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In New York’s Central Park, the temperatures fell to 4 degrees this morning, breaking a record set in 1896. Cold-sensitive animals like the zebras and giraffe have been taken indoors at city zoos.
Officials have declared a code blue emergency. And that means twice the number of outreach crews to help the homeless have been sent out, to encourage people living on the street to go to city shelters.
Patrick Markee, senior policy analyst for the Coalition for the Homeless in New York City, joins Here & Now’s Robin Young to discuss the effort.
ROBIN YOUNG, HOST:
From NPR and WBUR Boston, I'm Robin Young. It's HERE AND NOW.
And let's get now to that record-breaking cold. In New York Central Park this morning, the temperatures fell to four degrees, breaking a record set in 1896. Cold-sensitive zoo animals like zebras and giraffes have been taken indoors. By the way, at the Lincoln Park Zoo in Chicago, they brought Anana the polar bear in.
But in New York, a code blue emergency has been declared for the homeless. Patrick Markee is senior policy analyst with New York's Coalition for the Homeless. Patrick, code blue: What does that mean?
PATRICK MARKEE: Well, during code blue procedures, when temperatures fall below 32 degrees, the city implements special services to reach out to homeless New Yorkers who are out on the streets, or sleeping in the subway station or other public spaces. We have extra outreach workers who are out trying to find and bring into shelter some of the most vulnerable New Yorkers. Our feeding vans were out on the streets last night distributing hot meals and blankets and gloves and hats to homeless folks, as well.
And the city also guarantees shelter placements for homeless families and individuals who are coming into shelter. One of the really positive changes we saw this past week under our new mayor, Bill de Blasio, is the reinstatement of these code blue protections for homeless families and kids who are in the application process for shelter who might not have yet completed their application for emergency shelter.
Our previous mayor, Michael Bloomberg, had actually turned away some of those families from shelter, even in cold weather. We're very glad that our new mayor has reinstated those code blue protections to guarantee shelter to some vulnerable children and families.
YOUNG: So, let's go over that just for a second because, again, the code blue means that people can go into shelter without having the usual intake process, being screened. But are there any concerns with that? Because there are already some homeless people - we know, from reporting - who are weary of shelters, because they feel that dangerous people might be there. Are you at all worried about people coming in without the intake process?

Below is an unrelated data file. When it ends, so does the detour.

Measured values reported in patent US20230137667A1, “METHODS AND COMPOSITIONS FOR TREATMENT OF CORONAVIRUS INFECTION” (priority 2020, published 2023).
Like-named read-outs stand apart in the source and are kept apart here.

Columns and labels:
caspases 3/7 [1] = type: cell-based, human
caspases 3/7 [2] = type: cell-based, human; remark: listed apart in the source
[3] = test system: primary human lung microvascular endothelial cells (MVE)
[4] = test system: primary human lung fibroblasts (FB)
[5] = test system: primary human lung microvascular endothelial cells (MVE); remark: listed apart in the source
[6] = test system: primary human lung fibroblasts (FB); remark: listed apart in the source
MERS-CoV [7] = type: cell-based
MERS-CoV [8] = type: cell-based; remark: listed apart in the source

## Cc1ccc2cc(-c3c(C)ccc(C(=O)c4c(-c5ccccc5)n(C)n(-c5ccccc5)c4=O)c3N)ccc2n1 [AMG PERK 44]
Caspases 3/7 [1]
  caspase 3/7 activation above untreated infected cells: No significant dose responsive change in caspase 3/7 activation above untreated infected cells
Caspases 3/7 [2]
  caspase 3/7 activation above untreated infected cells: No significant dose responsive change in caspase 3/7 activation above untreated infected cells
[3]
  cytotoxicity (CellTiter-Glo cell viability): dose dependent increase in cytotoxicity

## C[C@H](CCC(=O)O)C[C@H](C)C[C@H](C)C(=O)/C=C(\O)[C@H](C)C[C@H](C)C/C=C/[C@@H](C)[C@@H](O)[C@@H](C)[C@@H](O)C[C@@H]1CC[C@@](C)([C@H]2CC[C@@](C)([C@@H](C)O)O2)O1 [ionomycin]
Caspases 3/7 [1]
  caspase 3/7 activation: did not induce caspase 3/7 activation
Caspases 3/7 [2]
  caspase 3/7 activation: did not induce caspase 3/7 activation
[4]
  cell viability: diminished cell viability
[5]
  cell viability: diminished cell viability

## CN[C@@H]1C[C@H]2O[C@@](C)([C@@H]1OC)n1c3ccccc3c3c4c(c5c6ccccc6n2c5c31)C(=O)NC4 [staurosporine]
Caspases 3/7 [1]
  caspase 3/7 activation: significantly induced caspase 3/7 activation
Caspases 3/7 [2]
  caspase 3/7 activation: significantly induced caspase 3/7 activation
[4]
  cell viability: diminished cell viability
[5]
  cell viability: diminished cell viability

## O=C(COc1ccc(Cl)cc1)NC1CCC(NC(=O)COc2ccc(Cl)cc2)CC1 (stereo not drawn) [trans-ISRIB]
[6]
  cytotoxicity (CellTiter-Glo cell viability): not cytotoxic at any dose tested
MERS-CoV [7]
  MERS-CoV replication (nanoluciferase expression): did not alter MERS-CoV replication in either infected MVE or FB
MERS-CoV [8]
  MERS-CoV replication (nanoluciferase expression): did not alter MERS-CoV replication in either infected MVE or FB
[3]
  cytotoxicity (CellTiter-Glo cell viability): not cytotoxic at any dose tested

MARKEE: No, we're not at all. I mean, on a very cold night like this, when it is literally a matter of life and death, we want to get folks off the streets. We already know of at least one reported death of a homeless man in a subway station out in Queens. We don't want to see more deaths like this. The most important thing we can be doing is getting folks off the streets as quickly as possible.
YOUNG: How many people are you talking about? We know there are official and unofficial numbers.
MARKEE: You know, our city government has estimated around 3,000 homeless people on the streets every night of the year. We and others feel that that's actually a low-ball estimate. Whatever the number is, it's far too many people. And we need to be doing everything we can to get them indoors during this cold weather.
YOUNG: And just while we have you, Patrick Markee, talking about the cold, but we know recently, because of the overflow in cities other than New York - but in New York, homeless families are often put up in hotels. And recently, there was a move to move them out of those hotels, even though there might not be any low-cost housing for them to go to. Where are you on that?
MARKEE: Well, it's still a problem. I mean, right now in New York City, we have the highest homeless population that we've had since the Great Depression of the 1930s, just an unprecedented homelessness crisis, in part because of the worsening affordability problems in New York City and the slow economic recovery. What we also saw, as well, is that some homeless families that have been made homeless by Hurricane Sandy a year ago, that some of those folks were being threatened with being put out of those hotel rooms.
The good news there is that a group of amazing charitable organizations has actually stepped in to help some of those families finish the process of getting them moved into the apartments that they so desperately need.
YOUNG: Patrick Markee, senior policy analyst with the Coalition for the Homeless in New York City, on this frigid day. Patrick, thank you.
MARKEE: Thank you so much.
YOUNG: So how cold is it? Well, the AP is reporting that in Frankfort, Kentucky, a prisoner who broke out of jail on Sunday turned himself back in - just too cold. You're listening to HERE AND NOW. Transcript provided by NPR, Copyright NPR.
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